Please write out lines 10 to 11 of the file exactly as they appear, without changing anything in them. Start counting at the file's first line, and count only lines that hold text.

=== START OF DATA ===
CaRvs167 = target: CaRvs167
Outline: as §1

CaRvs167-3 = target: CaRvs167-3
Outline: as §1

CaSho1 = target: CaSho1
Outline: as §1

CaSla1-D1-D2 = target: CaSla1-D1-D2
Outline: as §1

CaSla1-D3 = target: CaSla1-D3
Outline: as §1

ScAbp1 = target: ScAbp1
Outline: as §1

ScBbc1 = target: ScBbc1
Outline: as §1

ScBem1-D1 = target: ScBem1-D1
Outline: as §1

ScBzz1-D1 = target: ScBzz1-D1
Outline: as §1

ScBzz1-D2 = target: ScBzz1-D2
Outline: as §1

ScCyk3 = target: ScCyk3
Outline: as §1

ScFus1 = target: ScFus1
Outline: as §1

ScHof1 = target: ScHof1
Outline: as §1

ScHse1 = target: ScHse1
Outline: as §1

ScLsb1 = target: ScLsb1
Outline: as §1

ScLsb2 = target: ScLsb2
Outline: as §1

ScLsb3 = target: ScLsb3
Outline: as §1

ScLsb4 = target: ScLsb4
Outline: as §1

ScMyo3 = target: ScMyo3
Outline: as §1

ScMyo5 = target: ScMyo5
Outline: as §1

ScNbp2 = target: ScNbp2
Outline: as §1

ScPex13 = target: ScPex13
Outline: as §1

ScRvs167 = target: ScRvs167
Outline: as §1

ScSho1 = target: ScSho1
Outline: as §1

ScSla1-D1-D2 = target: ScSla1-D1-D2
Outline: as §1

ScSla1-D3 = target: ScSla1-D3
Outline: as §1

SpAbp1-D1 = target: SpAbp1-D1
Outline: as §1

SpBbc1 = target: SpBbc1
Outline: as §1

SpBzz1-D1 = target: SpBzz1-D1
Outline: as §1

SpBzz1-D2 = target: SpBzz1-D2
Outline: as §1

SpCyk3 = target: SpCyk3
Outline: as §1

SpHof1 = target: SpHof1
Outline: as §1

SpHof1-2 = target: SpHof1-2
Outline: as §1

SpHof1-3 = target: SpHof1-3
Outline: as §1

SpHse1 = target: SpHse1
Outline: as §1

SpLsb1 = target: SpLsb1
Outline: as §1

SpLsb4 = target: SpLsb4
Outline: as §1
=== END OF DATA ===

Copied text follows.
Outline: as §1

ScAbp1 = target: ScAbp1